Tropical carnivorous plant native to Mexico and Guatemala. Pinguicula moranensis produces single pink, purple, or violet flowers on upright stalks twice a year (Mine flowered continually during its non-dormant period.)

If you want vibrant coloration, grow in early morning sun – filtered sun/bright light will result in green leaves. Avoid the hot afternoon sun during the summer.

(Excellent bug-catchers – especially those pesky gnats!)

Average room temps
Tolerates average to high humidity
Plant in equal parts peat, horticultural sand, and perlite/pumice
Water only with:  distilled, reverse-osmosis, or rainwater
Propagate by leaf cuttings

Non-toxic to dogs and cats.

As of 2.12.17 my P. moranesis was blooming and carnivorously catching insects.

Unlike most carnivorous plants,
Mexican Butterworts are NOT bog plants
and should not be grown as such.

Mexican Pinguicula are among the easiest carnivorous plants to grow; and they make excellent houseplants growing in a bright, sunny window. In the wild, many Mexican Pinguicula grow in seasonal fog forests on limestone cliffs and tree trunks. Some grow in moss, others just cracks in the rocks, quite often on north facing cliffs. The generic name Pinguicula is derived from the Latin pinguis (meaning “fat”) due to the buttery texture of the surface of the carnivorous leaves. The specific epithet moranensis refers to its type location, Mina de Moran.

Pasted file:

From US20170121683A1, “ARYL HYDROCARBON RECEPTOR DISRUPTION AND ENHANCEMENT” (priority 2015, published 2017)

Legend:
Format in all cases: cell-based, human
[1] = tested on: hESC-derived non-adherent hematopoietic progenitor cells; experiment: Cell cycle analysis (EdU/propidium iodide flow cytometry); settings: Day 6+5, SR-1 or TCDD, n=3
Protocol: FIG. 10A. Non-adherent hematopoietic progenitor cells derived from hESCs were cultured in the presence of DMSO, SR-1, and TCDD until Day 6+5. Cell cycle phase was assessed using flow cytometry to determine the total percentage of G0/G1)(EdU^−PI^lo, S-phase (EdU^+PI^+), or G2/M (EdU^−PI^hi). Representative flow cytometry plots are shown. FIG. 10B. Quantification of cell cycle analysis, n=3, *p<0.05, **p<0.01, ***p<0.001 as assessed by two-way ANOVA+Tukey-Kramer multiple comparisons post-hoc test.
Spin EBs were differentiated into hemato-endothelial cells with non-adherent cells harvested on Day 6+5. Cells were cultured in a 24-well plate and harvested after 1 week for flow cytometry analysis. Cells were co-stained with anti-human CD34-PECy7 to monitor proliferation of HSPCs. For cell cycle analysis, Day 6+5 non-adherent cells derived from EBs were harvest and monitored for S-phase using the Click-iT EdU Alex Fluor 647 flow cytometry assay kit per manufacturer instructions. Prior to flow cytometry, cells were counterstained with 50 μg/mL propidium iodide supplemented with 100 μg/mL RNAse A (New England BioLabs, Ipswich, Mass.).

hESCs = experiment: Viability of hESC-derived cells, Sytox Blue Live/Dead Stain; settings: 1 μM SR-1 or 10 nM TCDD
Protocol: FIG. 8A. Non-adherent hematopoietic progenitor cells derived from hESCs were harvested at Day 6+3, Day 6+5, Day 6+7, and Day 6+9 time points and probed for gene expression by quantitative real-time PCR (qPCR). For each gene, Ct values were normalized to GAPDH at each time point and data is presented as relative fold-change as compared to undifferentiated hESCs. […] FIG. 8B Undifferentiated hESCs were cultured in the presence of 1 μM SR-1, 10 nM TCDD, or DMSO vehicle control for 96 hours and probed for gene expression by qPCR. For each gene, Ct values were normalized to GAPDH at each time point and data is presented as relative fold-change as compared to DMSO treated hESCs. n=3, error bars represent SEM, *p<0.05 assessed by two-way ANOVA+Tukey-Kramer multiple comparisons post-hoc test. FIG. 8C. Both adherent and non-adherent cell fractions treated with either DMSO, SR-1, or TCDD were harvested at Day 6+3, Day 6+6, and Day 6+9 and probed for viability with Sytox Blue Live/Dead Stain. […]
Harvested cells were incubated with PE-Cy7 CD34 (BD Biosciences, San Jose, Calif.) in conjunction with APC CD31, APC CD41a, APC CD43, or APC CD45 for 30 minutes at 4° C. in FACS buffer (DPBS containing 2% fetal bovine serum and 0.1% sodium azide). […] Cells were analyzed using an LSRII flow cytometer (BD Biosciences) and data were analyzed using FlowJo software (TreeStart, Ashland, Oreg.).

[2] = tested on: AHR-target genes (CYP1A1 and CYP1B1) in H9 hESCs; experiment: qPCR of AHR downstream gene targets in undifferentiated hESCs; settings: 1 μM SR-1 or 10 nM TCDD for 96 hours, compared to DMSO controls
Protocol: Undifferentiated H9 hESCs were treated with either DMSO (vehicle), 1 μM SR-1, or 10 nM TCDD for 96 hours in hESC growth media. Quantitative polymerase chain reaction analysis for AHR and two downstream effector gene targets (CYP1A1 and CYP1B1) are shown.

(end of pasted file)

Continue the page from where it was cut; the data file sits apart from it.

These plants like warm, humid conditions when in the summer, carnivorous state (May-Sep). During the winter (Oct-Apr) when they are in the succulent state they should be kept cooler and drier. (NOTE: The mentioned months are indicative and can change according to your own growing conditions*. In fact, when this Pinguicula begins to produce its non-carnivorous leaves, you should stop watering – never allowing the soil to completely dry out. Inversely, when the plant begins to produce its carnivorous leaves, you can progressively start watering again.) When grown on a windowsill, you won’t have to worry about the necessary temperature fluctuations required during dormancy period.

A month later, it went dormant…